The Inherent Risks of Quantitative Sports Betting Models
Quantitative models can be a double-edged sword - everything they predict is based on theory, which can't account for certain random factors. Herein lies the primary, inherent risk of using them for sports betting.
In other words, it's possible to forget how much random (bad and good) luck plays a part in sports. For example, whether a football team's top scorer sprains their ankle during a match, or if a horse with unfavourable odds ends up winning the Royal Ascot.
No matter how detailed a system you use, there'll always be some factor that it can't take into account. That's why it's incredibly important to keep on top of the data. One common mistake that people make when considering quantitative models for sports betting is to assume that once you've made one, that's it.
It's tempting to pay more attention to the predicted numbers than actual statistics. This is the other inherent risk, especially if the system is initially correct. Monitoring results is a crucial ongoing part of quantitative models, as data needs to be continuously updated for the system to be sustainable.
Which Quantitative Model Should You Choose?
Search online for sports betting quantitative models, and you'll soon end up knee-deep in equations, percentages and esoteric algebra. It's daunting enough to try and choose an existing system, let alone make one of your own, so how do you know where to start?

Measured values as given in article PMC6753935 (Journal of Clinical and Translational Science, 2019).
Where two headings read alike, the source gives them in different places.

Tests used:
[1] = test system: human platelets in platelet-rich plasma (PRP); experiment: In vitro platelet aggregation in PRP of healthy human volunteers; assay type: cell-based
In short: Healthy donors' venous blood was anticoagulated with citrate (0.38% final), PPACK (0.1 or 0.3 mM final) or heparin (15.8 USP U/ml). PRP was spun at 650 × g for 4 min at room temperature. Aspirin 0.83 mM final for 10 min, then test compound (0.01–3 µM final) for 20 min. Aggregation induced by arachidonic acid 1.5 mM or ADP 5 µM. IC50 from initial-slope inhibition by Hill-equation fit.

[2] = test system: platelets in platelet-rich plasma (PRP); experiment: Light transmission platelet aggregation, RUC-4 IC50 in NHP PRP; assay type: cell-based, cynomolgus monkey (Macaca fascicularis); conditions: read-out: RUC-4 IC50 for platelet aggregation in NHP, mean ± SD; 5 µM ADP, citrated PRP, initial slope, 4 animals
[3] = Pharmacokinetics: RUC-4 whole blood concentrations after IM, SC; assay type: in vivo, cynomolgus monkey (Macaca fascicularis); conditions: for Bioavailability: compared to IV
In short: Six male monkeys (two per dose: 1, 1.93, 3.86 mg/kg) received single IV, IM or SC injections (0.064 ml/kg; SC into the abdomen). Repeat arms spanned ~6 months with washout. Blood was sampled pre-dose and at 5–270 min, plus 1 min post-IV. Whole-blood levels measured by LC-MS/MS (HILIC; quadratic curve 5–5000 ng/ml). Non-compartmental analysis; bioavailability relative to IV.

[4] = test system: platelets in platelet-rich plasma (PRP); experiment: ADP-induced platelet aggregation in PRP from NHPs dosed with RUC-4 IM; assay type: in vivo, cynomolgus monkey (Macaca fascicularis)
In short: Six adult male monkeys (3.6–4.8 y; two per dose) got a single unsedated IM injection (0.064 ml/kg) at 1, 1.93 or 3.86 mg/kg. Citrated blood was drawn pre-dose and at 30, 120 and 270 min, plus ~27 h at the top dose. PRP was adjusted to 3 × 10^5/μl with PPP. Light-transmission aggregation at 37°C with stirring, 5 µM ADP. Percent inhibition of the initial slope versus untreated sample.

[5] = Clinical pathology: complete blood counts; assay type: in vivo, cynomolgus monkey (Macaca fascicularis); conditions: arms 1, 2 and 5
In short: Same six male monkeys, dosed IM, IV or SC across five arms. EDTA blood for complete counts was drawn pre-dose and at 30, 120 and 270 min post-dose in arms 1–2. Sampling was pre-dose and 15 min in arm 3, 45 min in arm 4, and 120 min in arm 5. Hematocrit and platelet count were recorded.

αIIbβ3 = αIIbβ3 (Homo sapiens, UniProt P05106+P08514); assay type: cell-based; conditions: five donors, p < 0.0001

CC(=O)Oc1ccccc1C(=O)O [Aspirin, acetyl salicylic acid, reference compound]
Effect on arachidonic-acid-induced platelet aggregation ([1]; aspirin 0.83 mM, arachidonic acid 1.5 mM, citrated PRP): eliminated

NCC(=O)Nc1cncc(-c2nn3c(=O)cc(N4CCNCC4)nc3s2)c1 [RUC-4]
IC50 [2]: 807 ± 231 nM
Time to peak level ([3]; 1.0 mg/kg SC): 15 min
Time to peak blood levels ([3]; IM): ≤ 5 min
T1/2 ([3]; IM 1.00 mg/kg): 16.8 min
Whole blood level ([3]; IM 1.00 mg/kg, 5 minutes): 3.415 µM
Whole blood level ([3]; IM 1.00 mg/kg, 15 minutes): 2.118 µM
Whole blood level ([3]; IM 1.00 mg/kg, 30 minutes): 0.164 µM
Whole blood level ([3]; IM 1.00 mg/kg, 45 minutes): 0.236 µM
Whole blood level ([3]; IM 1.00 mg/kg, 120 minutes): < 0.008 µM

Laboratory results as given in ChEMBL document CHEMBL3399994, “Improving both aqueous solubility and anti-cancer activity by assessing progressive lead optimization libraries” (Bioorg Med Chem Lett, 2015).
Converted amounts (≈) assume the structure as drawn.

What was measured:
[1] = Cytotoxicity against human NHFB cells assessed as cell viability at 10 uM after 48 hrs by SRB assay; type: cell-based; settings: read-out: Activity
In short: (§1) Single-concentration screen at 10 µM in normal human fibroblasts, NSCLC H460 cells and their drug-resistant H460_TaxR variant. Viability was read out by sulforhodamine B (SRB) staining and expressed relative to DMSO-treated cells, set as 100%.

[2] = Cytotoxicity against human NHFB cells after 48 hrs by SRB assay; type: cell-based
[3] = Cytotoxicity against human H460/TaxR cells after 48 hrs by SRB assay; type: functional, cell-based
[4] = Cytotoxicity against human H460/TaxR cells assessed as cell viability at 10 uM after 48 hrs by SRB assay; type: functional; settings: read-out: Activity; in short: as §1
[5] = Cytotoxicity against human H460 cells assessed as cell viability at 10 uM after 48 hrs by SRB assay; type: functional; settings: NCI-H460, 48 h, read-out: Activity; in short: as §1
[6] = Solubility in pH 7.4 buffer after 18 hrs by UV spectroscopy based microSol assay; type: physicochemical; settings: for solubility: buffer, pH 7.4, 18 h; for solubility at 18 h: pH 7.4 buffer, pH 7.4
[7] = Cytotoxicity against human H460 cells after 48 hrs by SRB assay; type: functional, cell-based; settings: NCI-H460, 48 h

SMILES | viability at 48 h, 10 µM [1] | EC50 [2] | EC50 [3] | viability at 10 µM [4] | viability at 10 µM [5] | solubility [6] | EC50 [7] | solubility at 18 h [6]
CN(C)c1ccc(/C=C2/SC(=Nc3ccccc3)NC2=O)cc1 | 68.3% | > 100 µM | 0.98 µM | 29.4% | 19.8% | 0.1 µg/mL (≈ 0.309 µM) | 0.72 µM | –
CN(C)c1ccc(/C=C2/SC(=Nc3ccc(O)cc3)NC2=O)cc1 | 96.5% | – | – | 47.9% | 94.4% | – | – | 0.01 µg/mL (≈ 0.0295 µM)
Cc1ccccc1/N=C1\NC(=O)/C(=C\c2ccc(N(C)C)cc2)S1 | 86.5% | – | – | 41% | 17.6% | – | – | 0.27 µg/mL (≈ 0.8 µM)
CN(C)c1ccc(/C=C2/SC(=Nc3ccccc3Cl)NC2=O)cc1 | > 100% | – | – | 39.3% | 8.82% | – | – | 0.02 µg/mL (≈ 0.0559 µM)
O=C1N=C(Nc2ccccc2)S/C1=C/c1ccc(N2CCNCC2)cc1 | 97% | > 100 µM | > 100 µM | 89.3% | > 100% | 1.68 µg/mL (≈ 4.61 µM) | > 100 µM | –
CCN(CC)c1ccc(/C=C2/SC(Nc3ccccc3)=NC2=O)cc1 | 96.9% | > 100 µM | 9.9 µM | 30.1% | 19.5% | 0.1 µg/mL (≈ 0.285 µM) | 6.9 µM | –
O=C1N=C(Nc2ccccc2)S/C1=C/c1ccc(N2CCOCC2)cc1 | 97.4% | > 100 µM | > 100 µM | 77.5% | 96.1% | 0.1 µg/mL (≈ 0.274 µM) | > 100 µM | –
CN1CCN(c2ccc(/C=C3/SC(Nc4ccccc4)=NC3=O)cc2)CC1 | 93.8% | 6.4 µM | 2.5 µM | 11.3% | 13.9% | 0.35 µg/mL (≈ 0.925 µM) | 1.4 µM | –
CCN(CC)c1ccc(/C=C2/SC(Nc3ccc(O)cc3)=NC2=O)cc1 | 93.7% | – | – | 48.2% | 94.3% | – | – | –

As with the systems themselves, it all depends on the following core principles.Have a clear objective in mind Since you want to use it for sports betting, are you more interested in predicting the odds for a particular event? Or which team will be more likely to win? Or maybe the chance that a player sustains an injury? These are just a few examples, but they show the breadth of options available. The first step to designing a worthwhile model is starting with a clear objective for your system.
Now, it's possible to find pre-existing quantitative models for sports betting online. This is recommended if you're not particularly au fait with spreadsheets and data management. A caveat, though: these systems may not be exactly what you're after. Using an incorrect system is as damaging as using a proper one that's never updated.
Otherwise, if you're confident in your abilities, set about developing the necessary algorithms and spreadsheets. There are many in-depth and specific articles online on this topic.
All sports betting quantitative models require constant monitoring. Actually, it's about time to point out that you have to choose reliable and licensed bookies, which will guarantee you a fair play. Otherwise, all your calculations might go to waste if a scam betting site decides to ban you and block all your winnings. This Whether you use an existing system or make your own, it's imperative that you update the data as often as possible.
Last of all, it bears repeating that quantitative models are theoretical, and therefore not a stone-cold guarantee of success. Whether you decide to choose an existing model or design your own, be prepared for failure.
Then be prepared to tweak the data and formulas as many times as necessary until the system works. It's not easy, but if you wish to apply a quantitative model to sports betting, then its sustainability depends on your continued research, work and determination.